Perceived Facilitators, Barriers, and Changes in a Randomized Exercise Trial for Obese Youth: A Qualitative Inquiry

in Journal of Physical Activity and Health
Restricted access


Purpose was to examine experiences of obese youth aged 14 to 18 years during their participation in the Healthy Eating, Aerobic, and Resistance Exercise in Youth (HEARTY) randomized controlled exercise trial.


A longitudinal qualitative approach was used to investigate youths’ experiences across time points in the trial: 3-weeks (run-in phase; n = 44, 52% males), 3-months (midpoint; n = 25), and 6-months (end of intervention; n = 24). Participants completed telephone interviews on perceived exercise facilitators, barriers, outcomes, and program preferences. Responses were subject to content analyses and are reported as frequencies.


Participants joined the trial initially to lose weight, but focused more on fitness over time. Exercise behavior was influenced by a sense of achieving results, and by family and peers (ie, supportive comments, transportation). At 6-months, the most commonly perceived changes were improved fitness (50%) and appearance (46%). Suggested changes to the HEARTY trial included initial guidance by a trainer, and more varied and group-based activity.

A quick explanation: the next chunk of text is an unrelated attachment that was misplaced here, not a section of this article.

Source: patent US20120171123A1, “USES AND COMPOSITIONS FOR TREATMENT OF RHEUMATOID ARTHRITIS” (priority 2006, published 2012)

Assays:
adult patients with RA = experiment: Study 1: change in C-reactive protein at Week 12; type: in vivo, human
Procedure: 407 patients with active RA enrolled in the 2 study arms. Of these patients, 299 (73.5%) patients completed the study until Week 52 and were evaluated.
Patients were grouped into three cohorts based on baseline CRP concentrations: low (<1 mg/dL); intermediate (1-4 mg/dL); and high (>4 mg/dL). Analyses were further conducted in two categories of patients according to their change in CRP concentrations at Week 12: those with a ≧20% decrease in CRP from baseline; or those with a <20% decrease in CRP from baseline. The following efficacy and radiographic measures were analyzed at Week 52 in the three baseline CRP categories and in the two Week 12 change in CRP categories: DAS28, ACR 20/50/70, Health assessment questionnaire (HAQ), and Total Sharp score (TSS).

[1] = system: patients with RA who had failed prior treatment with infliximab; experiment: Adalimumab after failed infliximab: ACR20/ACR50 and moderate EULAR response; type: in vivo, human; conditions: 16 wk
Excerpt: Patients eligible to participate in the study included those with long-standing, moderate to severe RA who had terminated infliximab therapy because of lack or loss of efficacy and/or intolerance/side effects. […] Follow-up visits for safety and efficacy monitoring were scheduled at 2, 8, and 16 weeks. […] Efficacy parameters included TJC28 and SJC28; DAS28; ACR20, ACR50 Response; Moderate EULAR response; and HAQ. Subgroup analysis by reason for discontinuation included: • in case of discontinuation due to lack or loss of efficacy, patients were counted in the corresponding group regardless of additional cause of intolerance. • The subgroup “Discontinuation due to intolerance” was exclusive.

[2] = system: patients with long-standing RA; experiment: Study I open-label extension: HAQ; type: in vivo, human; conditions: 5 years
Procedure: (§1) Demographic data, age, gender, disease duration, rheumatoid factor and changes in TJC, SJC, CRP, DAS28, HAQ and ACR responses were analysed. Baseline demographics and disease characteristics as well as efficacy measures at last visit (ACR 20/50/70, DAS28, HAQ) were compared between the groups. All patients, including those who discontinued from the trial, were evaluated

Exercise facilitators, barriers and perceived changes in an exercise trial are reported. Access to a gym, initial direction by a trainer, variety, and group-based activities were reported as desired components of an exercise intervention. Findings also point to the importance of involving family and peer supports.

Peeters is with the Dept of Psychology, Children’s Hospital of Eastern Ontario, Ottawa, Ontario, Canada. Marchand and Tull-och are with the Dept of Psychology, The University of Ottawa Heart Institute, Ottawa, Ontario, Canada. Sigal is with the Dept of Medicine, Kinesiology, Cardiac Sciences, and Community Health Sciences, University of Calgary, Calgary, Alberta, Canada. Goldfield is with the Research Institute, Children’s Hospital of Eastern Ontario, Ottawa, Ontario, Canada. Hadji-yannakis is with the Faculty of Medicine, Children’s Hospital of Eastern Ontario, Ottawa, Ontario, Canada. Kenny is with the Clinical Epidemiology Program, Ottawa Hospital Research Institute, University of Ottawa, Ottawa, Ontario, Canada.